Here on the home front we’ve been reading through a short book in the New Testament called, Matthew. Right now we’re working through the “sermon on the mount” that takes up chapters 5-7. I’m using lots of resources for my study but two main ‘helps’ are “A Commentary on the Gospel of Matthew” by Keener and the NIV Application Commentary – Matthew by Wilkins. It’s been great fun for me to dig into the text, bunny trails and all. I’m constantly amazed by the simplicity and beauty of Matthew’s record of Jesus. I’m also amazed by the fact that I studied this in Bible College and still managed to miss most of the point.

At the same time, some days literally, I’m prepping for a group I’m taking through Dr. Scot McKnight’s The Blue Parakeet: Rethinking how you read the Bible. An excellent book, McKnight asks us to ask some very basic questions as we come to the text and to see that the sum of the whole is much greater than its parts. I was educated in a “parts” sort of place (at that time), I had a verse for everything and everything had a verse. I had deconstructed the Bible to a “go to” book for all the rules I needed to live by and wanted others to live by. Everything was very clear. Simple even. Had I stopped asking questions when I left Bible College, had I stopped studying, reading or thinking I would likely still see it that way today. But, unfortunately for me, I didn’t.

Here’s the thing, it can be vertigo inducing for me to read a text I’ve read before, preached before, been taught and been preached to about it before and find out that the text doesn’t really say what I’ve told others it says, others have told me it says or even what I want it to say.

The other day I did a bad thing. I watched some Christian TV. Never a good idea for me and my blood pressure. A guy named Sid was talking to his guest about the text of Acts (another book in the New Testament) and the guy was bringing this revolutionary insight about something the apostles said in chapter 6 of that book. For thirty minutes Sid oooed and awwwed over the word “the”. I won’t go into the whole thing but I’ll just say that if you take a second and check the text you’ll find that the “the” isn’t really there. In English or Greek. 30 minutes on “the”. And I’m guessing this past Sunday someone, somewhere re-preached this ‘insight’ to their congregation for their Sunday morning revelation.

It turns out there are lots of things we’re sure the text says, or teaches, or expounds on that it really doesn’t. There’s this little idea called, “context”. The deal is that context matters. A lot. Not only where a word or sentence appears in a letter or chapter or book but in culture, theology, author, time, politics, and argument.

Here’s someone who says it much better than I can:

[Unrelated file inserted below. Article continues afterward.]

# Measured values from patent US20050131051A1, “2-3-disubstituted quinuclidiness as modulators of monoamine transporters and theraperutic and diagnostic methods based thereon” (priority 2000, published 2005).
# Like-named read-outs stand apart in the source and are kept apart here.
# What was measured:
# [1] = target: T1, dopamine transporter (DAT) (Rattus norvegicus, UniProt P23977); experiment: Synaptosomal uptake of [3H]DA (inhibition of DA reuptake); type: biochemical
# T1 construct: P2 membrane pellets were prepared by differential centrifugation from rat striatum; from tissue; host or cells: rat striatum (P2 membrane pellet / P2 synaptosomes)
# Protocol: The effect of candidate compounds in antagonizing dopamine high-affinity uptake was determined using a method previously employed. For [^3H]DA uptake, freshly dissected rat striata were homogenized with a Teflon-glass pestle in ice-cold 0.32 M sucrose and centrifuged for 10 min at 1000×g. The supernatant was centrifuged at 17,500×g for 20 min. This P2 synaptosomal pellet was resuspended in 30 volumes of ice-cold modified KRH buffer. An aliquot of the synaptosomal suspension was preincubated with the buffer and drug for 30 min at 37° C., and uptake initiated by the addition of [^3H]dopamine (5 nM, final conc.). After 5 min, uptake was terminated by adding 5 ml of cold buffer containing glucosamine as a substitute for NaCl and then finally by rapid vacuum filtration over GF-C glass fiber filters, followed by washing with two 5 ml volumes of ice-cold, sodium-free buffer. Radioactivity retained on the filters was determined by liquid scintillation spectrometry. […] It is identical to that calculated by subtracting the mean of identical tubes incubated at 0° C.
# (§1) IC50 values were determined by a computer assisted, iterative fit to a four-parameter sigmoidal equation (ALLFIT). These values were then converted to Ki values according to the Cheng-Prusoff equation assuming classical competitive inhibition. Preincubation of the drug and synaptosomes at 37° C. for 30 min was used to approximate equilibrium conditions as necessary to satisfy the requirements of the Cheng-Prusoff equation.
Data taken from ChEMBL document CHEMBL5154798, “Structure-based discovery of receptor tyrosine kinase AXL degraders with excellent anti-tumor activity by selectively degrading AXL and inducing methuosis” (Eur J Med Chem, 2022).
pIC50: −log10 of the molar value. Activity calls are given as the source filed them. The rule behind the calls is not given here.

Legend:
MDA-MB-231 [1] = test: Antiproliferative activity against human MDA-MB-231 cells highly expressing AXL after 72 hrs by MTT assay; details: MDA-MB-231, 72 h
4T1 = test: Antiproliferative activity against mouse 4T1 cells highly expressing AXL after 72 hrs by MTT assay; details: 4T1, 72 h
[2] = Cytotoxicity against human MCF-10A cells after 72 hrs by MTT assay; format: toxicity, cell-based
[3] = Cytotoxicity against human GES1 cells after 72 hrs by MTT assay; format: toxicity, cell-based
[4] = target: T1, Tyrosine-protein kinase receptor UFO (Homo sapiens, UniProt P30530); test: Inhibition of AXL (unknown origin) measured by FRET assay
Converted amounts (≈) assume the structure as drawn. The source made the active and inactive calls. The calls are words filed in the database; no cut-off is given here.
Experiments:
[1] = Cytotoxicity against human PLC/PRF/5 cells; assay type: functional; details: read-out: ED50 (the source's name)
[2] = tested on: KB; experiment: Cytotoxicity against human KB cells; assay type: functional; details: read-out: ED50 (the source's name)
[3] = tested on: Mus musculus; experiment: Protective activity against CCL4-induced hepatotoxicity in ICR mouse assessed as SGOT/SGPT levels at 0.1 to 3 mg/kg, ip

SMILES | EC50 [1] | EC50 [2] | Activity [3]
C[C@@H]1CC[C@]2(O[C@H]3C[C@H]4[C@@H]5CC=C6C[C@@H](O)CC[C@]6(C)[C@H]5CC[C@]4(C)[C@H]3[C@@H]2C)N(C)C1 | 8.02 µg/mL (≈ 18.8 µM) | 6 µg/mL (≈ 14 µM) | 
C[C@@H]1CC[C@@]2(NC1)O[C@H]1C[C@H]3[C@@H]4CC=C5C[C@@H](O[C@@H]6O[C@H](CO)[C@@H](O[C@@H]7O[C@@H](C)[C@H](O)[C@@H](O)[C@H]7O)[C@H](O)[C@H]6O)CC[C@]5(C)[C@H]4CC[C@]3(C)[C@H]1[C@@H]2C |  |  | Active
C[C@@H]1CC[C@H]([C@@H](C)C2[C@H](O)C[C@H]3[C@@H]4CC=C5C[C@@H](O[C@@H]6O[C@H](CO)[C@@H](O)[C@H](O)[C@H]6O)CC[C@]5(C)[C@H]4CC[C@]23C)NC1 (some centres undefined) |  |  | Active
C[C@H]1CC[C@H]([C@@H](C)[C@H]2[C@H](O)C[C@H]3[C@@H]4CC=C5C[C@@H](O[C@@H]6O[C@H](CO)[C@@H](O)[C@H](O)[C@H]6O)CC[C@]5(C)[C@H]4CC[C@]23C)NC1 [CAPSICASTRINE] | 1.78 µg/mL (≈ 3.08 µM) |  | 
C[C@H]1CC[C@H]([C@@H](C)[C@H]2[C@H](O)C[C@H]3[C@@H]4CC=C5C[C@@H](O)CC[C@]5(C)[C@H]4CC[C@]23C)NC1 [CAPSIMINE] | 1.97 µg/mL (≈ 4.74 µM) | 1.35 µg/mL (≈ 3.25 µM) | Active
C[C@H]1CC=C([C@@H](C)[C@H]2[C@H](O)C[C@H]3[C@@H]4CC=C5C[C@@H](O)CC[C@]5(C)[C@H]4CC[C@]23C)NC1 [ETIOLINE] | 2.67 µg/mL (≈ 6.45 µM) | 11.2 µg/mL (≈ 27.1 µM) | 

What this means to me is that I need to approach the text, both reading and teaching it, with greater humility. I need to share what I learn with confidence but not arrogance. And I need to be willing to admit that I might just have it wrong and I may have missed the plot.

It was in my lifetime that Billy Graham had to tell the organizers of an evangelistic crusade he was preaching that the Black people and the White people would SIT TOGETHER, despite the segregated seating the good Bible believing folks had set up for the crusade.

Let’s tread carefully when we pull out our Bible verses and use them as weapons against each other rather than letting the Spirit use his own scalpel to do surgery on our hearts.


About brianmpei

Stumbling towards what comes next.
This entry was posted in Bible, Christianity, Church, faith, God, hermeneutics, language, McKnight, Meaning, perception, Reflective, religion, story, theology, tradition. Bookmark the permalink.

3 Responses to Collision

  1. J says:

    I so want to be that guy Brian; like you my biblical “education” both formal and informal, pointed me in specific directions and have shaped my ways of perceiving my world, my thoughts, and finally my actions. Many early “teachings”, I still struggle with, many new revelations leave me teetering on the edge of total terror! I still don’t know how to deal with the totality of “context”. The idea says to me that perhaps then, some of the “teachings” were relevant only for a specific time and place, and have less or nothing therefore to say now. I sure hope that is not the case….I don’t suspect it is. some truths, must be truths forever, no? Even though the context is different, isn’t “the message” overall of importance still? Blessings J

  2. BobbyTippy says:

    If you’re working through the Sermon on the Mount, a side trip through Dallas Willard’s Divine Conspiracy is very worthwhile.

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